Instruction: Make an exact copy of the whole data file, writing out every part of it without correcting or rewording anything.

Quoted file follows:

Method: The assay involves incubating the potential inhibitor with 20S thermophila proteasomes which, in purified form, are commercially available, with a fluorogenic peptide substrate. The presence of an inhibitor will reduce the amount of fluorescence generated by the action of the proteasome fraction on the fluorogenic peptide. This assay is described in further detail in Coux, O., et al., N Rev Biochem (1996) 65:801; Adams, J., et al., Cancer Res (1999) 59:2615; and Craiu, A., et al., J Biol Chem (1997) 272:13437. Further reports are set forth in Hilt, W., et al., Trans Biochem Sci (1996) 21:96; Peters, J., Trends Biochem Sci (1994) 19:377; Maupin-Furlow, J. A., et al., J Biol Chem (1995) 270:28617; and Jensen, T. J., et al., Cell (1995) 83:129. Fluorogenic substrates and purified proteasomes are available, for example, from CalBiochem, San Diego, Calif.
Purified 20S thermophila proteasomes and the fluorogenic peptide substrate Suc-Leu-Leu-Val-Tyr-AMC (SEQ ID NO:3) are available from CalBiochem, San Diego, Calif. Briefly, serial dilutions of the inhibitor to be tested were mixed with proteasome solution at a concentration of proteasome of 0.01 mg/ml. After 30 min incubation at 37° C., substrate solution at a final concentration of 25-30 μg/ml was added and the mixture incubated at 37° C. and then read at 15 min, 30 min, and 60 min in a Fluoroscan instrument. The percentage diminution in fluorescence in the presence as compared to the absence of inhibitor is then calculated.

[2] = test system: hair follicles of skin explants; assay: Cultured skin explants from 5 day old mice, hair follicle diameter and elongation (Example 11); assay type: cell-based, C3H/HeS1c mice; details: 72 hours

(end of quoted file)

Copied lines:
Method: The assay involves incubating the potential inhibitor with 20S thermophila proteasomes which, in purified form, are commercially available, with a fluorogenic peptide substrate. The presence of an inhibitor will reduce the amount of fluorescence generated by the action of the proteasome fraction on the fluorogenic peptide. This assay is described in further detail in Coux, O., et al., N Rev Biochem (1996) 65:801; Adams, J., et al., Cancer Res (1999) 59:2615; and Craiu, A., et al., J Biol Chem (1997) 272:13437. Further reports are set forth in Hilt, W., et al., Trans Biochem Sci (1996) 21:96; Peters, J., Trends Biochem Sci (1994) 19:377; Maupin-Furlow, J. A., et al., J Biol Chem (1995) 270:28617; and Jensen, T. J., et al., Cell (1995) 83:129. Fluorogenic substrates and purified proteasomes are available, for example, from CalBiochem, San Diego, Calif.
Purified 20S thermophila proteasomes and the fluorogenic peptide substrate Suc-Leu-Leu-Val-Tyr-AMC (SEQ ID NO:3) are available from CalBiochem, San Diego, Calif. Briefly, serial dilutions of the inhibitor to be tested were mixed with proteasome solution at a concentration of proteasome of 0.01 mg/ml. After 30 min incubation at 37° C., substrate solution at a final concentration of 25-30 μg/ml was added and the mixture incubated at 37° C. and then read at 15 min, 30 min, and 60 min in a Fluoroscan instrument. The percentage diminution in fluorescence in the presence as compared to the absence of inhibitor is then calculated.

[2] = test system: hair follicles of skin explants; assay: Cultured skin explants from 5 day old mice, hair follicle diameter and elongation (Example 11); assay type: cell-based, C3H/HeS1c mice; details: 72 hours